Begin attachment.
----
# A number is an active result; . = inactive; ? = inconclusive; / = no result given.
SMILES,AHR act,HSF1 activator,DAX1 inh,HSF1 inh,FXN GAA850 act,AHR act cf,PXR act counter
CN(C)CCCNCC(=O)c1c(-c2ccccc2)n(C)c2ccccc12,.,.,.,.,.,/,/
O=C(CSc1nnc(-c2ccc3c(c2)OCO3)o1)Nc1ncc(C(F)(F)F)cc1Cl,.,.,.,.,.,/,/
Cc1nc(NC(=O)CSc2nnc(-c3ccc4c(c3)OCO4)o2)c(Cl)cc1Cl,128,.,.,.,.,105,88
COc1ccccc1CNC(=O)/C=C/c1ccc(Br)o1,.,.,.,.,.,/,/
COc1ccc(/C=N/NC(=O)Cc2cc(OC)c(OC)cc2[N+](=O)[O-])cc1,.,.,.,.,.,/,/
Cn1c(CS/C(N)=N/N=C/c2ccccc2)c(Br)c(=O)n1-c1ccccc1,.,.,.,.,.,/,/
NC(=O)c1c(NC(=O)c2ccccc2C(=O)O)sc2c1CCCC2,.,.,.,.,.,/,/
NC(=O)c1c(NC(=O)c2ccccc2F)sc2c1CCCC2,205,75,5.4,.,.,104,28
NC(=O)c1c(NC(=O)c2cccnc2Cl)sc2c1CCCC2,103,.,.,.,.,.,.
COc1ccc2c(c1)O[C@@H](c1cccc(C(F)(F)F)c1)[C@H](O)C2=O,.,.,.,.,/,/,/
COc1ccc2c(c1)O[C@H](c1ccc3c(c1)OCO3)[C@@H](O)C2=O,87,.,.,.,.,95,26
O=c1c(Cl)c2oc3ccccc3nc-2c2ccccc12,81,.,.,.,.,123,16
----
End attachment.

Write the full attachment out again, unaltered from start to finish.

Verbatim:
# A number is an active result; . = inactive; ? = inconclusive; / = no result given.
SMILES,AHR act,HSF1 activator,DAX1 inh,HSF1 inh,FXN GAA850 act,AHR act cf,PXR act counter
CN(C)CCCNCC(=O)c1c(-c2ccccc2)n(C)c2ccccc12,.,.,.,.,.,/,/
O=C(CSc1nnc(-c2ccc3c(c2)OCO3)o1)Nc1ncc(C(F)(F)F)cc1Cl,.,.,.,.,.,/,/
Cc1nc(NC(=O)CSc2nnc(-c3ccc4c(c3)OCO4)o2)c(Cl)cc1Cl,128,.,.,.,.,105,88
COc1ccccc1CNC(=O)/C=C/c1ccc(Br)o1,.,.,.,.,.,/,/
COc1ccc(/C=N/NC(=O)Cc2cc(OC)c(OC)cc2[N+](=O)[O-])cc1,.,.,.,.,.,/,/
Cn1c(CS/C(N)=N/N=C/c2ccccc2)c(Br)c(=O)n1-c1ccccc1,.,.,.,.,.,/,/
NC(=O)c1c(NC(=O)c2ccccc2C(=O)O)sc2c1CCCC2,.,.,.,.,.,/,/
NC(=O)c1c(NC(=O)c2ccccc2F)sc2c1CCCC2,205,75,5.4,.,.,104,28
NC(=O)c1c(NC(=O)c2cccnc2Cl)sc2c1CCCC2,103,.,.,.,.,.,.
COc1ccc2c(c1)O[C@@H](c1cccc(C(F)(F)F)c1)[C@H](O)C2=O,.,.,.,.,/,/,/
COc1ccc2c(c1)O[C@H](c1ccc3c(c1)OCO3)[C@@H](O)C2=O,87,.,.,.,.,95,26
O=c1c(Cl)c2oc3ccccc3nc-2c2ccccc12,81,.,.,.,.,123,16